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Keep it Simple: Nasal Saline Rinse as Treatment of Sinusitis

10/22/20 in Blog Posts

Keep it Simple: Nasal Saline Rinse as Treatment of Sinusitis

By Dr. Luke Donatelli

We can only speculate as to the function of the nasal sinuses, but whatever purpose they serve, they are remarkably conserved throughout evolution.  Even dinosaurs, it turns out, had structures equivalent to our nasal sinuses.1 And beyond the mystery of their purpose, the plot thickens.  These complex cavities, with miniscule openings into the nasal passages, demonstrate a remarkable propensity for infection and inflammation.  If you suffer from sinusitis and feel that your sinuses are “clogged,” you are in fact generally accurate.  Obstruction of sinus drainage pathways from infection or allergies, can result in thickening of the sinus lining and a buildup of fluid, causing facial pressure which can be a hallmark of sinusitis.  We have only begun to understand the intricate self-cleaning and immune defense mechanisms of the sinuses.  Fortunately, we continue to make strides in treatments for sinusitis.

 

While the field continues to develop, the mainstay of treatment remains the same: support and restore the natural clearance mechanisms of the sinuses.  A simple nasal saline rinse, when performed correctly and frequently, will cleanse the sinus drainage pathways and the nose, allowing for improved nasal breathing, more effective sinus clearance, and reduced inflammation. 

 

When discussing sinus rinses, I recommend starting with the NeilMed nasal saline rinse bottle, with distilled water and isotonic saline.  The Navage rinse device is a popular and effective alternative.  Regardless of the delivery method, rinsing technique really matters.  I frequently suggest a YouTube video that you can watch to visualize the correct rinsing method and the relevant anatomy.2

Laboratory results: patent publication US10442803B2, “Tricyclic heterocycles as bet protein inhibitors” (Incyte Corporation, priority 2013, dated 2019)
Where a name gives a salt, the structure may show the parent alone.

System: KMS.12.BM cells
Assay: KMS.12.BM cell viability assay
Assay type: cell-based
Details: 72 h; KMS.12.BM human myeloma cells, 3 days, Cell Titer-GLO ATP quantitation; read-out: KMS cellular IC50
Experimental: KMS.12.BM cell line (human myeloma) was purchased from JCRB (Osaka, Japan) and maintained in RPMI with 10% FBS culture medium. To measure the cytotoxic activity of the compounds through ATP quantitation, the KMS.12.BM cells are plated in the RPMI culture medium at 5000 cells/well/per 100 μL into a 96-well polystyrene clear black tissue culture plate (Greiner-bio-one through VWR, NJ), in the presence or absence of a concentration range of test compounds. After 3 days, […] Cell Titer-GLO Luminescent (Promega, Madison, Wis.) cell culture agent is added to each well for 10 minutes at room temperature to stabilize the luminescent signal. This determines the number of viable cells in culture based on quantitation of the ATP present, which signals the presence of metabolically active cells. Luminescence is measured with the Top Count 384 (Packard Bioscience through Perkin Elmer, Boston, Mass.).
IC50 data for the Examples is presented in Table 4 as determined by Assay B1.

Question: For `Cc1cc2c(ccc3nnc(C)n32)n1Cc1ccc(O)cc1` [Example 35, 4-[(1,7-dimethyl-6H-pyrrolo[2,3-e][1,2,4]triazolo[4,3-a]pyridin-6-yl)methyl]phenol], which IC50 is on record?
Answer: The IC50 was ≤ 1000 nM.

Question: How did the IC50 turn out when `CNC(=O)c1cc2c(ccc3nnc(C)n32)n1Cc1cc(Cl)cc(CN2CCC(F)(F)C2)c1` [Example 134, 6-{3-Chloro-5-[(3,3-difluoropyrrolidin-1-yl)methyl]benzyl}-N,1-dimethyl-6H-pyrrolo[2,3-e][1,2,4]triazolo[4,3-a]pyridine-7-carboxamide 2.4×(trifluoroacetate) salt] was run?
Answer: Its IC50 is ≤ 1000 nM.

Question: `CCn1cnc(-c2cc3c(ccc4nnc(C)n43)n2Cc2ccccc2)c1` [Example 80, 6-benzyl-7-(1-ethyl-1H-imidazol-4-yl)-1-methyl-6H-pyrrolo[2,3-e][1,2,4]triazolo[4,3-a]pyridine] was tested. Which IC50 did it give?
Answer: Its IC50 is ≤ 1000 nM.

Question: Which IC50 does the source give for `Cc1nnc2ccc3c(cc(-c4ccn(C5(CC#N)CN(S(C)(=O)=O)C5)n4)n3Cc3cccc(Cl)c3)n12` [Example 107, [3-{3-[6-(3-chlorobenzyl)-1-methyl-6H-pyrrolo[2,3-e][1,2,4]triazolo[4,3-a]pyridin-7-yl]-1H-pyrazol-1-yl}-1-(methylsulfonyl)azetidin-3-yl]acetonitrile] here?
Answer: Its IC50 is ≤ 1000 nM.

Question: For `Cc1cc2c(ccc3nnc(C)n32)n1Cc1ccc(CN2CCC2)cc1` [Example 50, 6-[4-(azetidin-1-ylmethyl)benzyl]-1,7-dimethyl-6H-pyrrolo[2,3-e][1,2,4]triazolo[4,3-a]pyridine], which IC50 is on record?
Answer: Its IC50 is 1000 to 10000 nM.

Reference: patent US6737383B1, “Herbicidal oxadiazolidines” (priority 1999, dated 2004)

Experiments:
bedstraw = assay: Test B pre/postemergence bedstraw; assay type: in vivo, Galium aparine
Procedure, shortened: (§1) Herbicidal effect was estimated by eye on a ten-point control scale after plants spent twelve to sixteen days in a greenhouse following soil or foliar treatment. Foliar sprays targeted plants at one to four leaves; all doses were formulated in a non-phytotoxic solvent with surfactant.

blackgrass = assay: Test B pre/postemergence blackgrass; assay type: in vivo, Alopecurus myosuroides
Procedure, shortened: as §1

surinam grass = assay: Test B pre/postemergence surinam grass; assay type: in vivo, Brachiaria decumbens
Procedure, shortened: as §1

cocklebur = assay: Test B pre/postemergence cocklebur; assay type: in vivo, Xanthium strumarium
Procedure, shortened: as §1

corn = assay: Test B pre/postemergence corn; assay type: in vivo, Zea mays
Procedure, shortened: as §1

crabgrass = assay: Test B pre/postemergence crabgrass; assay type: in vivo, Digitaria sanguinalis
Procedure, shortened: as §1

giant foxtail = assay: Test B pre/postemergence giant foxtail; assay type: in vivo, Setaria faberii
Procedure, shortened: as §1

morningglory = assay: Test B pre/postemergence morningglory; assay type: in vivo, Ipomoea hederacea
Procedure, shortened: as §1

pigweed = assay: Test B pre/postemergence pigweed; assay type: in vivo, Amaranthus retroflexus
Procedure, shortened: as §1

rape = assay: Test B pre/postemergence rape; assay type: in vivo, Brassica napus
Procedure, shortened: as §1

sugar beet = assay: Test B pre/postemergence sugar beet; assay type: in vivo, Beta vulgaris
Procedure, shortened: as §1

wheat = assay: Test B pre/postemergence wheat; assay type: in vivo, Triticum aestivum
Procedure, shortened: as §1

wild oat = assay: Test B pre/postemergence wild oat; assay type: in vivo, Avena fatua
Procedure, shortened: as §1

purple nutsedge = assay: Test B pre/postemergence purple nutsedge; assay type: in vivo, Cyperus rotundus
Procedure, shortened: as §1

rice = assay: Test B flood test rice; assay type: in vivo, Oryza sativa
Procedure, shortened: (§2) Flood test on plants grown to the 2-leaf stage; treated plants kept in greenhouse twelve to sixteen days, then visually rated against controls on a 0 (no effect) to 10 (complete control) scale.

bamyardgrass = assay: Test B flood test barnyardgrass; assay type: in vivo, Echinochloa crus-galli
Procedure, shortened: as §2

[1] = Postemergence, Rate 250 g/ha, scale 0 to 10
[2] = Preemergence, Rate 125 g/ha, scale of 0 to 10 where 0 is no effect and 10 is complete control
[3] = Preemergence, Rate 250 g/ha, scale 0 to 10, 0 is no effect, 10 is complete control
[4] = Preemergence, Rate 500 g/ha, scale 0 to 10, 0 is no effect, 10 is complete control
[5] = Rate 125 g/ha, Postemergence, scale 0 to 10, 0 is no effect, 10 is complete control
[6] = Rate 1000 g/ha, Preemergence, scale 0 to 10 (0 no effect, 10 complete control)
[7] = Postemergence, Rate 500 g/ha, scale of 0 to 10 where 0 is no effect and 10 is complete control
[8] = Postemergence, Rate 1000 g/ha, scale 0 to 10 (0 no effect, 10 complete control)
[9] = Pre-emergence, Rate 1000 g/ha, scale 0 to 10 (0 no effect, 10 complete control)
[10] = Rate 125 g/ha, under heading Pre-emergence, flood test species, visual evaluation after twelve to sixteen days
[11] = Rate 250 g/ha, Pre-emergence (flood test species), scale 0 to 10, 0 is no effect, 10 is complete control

A topical nasal steroid spray, such as Flonase (fluticasone propionate nasal spray) performed after a saline rinse, can further reduce inflammation, restoring nasal and sinus function.  These treatments together can speed resolution of a sinus infection.  For anyone suffering from chronic sinusitis, they are an effective and safe long-term maintenance therapy.

 

One of the most intriguing challenges in the management of sinusitis is that two people presenting with exactly the same symptoms may have vastly different causes once an evaluation has been completed.  It is, therefore, imperative to have a systematic approach when evaluating patients with sinus complaints.  The humble nasal saline rinse, old-fashioned as it is, remains a key component of treatment, as it is a safe and highly effective means of restoring and maintaining natural sinus function.

 

 

References:

  1. Ohio University.  “Dinosaurs were Airheads, CT Scans Reveal.”  ScienceDaily.  ScienceDaily, 9 December 2008. <www.sciencedaily.com/releases/2008/12/081208114300.htm>
  2. “Dr. Adappa and Dr. Palmer teach you how to do nasal irrigation.”  YouTube.com, uploaded by Rhinology at Penn, 2 May 2016,  https://www.google.com/url?sa=t&rct=j&q=&esrc=s&source=web&cd=&cad=rja&uact=8&ved=2ahUKEwiPh5-mqcPsAhWDVN8KHf0YAzMQwqsBMAB6BAgLEAM&url=https%3A%2F%2Fwww.youtube.com%2Fwatch%3Fv%3DBr928VfiC1M&usg=AOvVaw0PCyMO3f3KGwu6MbZe6oe0

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